“To keep away ghosts! What a muff he must be!” said Miss Hen. “Chum, what do you say to putting on white sheets and giving him a scare? If we did a skirly-whirly a la Loie Fuller, below his window, he’d probably have blue fits. Ghosts, indeed!”
“If that big brown Punch got out at you it’s you would have the blue fits,” said Miss Chum. “The Sark air is getting into your head, Hennie.”
“Of course it is. That’s what we came for, isn’t it? You’ll feel it yourself before you’re two days older, my child. You’re looking better than I’ve seen you for a month past.”
“It’s so delightful to feel free,” said Miss Chum.
Thoroughly tired out, and with a guardian angel on the mat at his bedside, in the shape of a long brown body which sought fresh ease in an occasional sprawl, and flopped a responsive tail each time he dropped a friendly pat on to its head in the dark—Graeme looked confidently for a sound night’s rest.
He fell asleep indeed at once, but woke with a start sometime in the night, with the impression of a sound in his ears. Had he really heard something? Or was it only the tail-end of a dream? Wood-lined houses talk in the night. Was it only the pitch pine whispering of the old free days in the scented woods? He could not be sure, so he lay still and listened.
And as he waited, it came again—a low, wailing cry, long-drawn and somewhat curdling to the blood.
Outside or inside? He could not be sure.
Cats? Cats can do wonders in the way of uncanny noises, but somehow this did not sound like cats. There was something human, or inhuman, in it, and his door suddenly shook as though something tried to get in.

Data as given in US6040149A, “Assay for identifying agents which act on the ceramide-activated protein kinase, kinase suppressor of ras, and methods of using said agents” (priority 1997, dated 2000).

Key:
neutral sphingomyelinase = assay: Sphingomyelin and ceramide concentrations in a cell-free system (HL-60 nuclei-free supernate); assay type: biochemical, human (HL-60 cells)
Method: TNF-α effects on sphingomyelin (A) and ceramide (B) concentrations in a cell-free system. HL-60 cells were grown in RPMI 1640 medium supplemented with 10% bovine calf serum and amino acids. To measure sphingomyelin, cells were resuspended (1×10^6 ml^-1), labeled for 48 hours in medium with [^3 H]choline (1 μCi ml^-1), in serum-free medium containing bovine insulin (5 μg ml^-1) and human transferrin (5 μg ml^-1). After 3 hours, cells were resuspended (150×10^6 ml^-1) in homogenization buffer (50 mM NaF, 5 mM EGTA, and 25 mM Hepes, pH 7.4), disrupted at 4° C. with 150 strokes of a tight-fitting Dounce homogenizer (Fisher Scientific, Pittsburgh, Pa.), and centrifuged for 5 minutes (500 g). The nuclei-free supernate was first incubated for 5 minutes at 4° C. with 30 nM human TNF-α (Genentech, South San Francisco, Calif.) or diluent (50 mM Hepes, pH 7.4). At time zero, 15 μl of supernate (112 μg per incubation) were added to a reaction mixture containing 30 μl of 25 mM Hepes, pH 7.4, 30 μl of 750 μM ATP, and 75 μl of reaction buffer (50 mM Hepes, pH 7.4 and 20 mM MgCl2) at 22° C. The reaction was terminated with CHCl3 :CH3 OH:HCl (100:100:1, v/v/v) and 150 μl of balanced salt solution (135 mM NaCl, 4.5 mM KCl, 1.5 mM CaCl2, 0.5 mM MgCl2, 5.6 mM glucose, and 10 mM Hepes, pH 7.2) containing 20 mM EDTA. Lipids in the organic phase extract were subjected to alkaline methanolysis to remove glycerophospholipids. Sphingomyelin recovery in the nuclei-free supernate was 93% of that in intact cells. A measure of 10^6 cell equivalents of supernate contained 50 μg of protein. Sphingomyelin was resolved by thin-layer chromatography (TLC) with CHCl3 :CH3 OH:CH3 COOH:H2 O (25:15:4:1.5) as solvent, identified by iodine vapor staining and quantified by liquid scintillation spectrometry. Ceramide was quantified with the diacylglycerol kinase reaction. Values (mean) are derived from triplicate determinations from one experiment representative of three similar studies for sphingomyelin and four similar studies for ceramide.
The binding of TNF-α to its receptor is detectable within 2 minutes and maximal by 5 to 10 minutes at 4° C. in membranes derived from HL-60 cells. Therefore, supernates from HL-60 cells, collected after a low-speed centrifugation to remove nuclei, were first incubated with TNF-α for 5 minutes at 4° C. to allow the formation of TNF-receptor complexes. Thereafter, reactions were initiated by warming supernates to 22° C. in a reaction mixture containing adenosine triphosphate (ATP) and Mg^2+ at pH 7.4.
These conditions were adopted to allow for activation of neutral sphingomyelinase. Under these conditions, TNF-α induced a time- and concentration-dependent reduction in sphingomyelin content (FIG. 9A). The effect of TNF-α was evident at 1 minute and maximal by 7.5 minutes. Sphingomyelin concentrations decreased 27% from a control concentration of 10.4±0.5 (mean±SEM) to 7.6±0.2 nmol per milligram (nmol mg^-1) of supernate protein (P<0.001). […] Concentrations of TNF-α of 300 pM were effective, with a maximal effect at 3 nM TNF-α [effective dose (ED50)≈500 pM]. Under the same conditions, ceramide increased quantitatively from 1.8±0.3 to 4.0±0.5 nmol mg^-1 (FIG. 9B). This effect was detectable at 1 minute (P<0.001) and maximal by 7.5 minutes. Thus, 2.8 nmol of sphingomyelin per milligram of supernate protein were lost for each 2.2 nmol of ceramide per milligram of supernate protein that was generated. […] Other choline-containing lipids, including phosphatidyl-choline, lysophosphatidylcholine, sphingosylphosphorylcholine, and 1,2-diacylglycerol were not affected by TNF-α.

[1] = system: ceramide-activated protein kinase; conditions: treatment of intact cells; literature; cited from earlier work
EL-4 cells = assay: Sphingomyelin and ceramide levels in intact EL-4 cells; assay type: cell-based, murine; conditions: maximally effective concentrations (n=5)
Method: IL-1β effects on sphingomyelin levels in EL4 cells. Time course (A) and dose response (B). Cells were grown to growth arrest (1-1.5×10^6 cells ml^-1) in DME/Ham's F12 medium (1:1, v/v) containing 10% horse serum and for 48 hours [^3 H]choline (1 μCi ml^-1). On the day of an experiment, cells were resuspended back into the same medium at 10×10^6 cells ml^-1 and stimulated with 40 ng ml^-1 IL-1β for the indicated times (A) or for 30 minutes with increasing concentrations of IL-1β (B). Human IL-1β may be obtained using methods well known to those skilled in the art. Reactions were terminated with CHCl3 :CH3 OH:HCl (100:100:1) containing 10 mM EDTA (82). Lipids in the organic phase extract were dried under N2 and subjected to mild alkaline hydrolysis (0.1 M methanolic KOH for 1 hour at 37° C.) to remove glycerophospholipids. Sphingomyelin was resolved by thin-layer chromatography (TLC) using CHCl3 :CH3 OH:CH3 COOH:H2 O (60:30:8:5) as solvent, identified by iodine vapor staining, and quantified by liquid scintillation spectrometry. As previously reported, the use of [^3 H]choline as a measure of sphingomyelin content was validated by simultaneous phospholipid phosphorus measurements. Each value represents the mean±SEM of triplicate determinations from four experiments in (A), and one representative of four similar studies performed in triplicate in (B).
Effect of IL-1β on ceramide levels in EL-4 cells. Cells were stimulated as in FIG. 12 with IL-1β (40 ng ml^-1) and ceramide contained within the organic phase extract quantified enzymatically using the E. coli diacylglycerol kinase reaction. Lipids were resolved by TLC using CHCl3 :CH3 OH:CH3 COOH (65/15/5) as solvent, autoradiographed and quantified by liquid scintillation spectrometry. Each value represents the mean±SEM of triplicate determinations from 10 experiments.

He bethought him to feel for Punch. But his hand fell on space, and as he struck a match to see the time and what had become of his companion, the church bell tolled one dismal stroke, and he saw Punch standing like a bronze statue at the door, with his nose down at the crack, his tail on the droop, and every hair apparently on the bristle.
At the glow of the match the drooping tail gave one slow swing, but he did not look round.
Graeme struck another match, and lit his candle, and jumped into his shoes.
“What is it, old fellow?” And Punch scraped furiously at the door again, and so explained that part of the matter.
There came a sudden scuffling fall against the door. Punch rasped at it with his front feet in strenuous silence. If he had been able to give voice it would have been a relief to both of them. His mute anxiety added to the weirdness of the proceedings, and Graeme experienced a novel creeping about the nape of the neck.
Ghosts or no ghosts, however, it had to be looked into. He picked up a heavy boot, turned the key, and flung open the door. Punch went down the stairs in two long bounds, and a rush of cold air put out the candle. He laid it down and followed cautiously, ready to launch the boot at the first sign of uncanniness.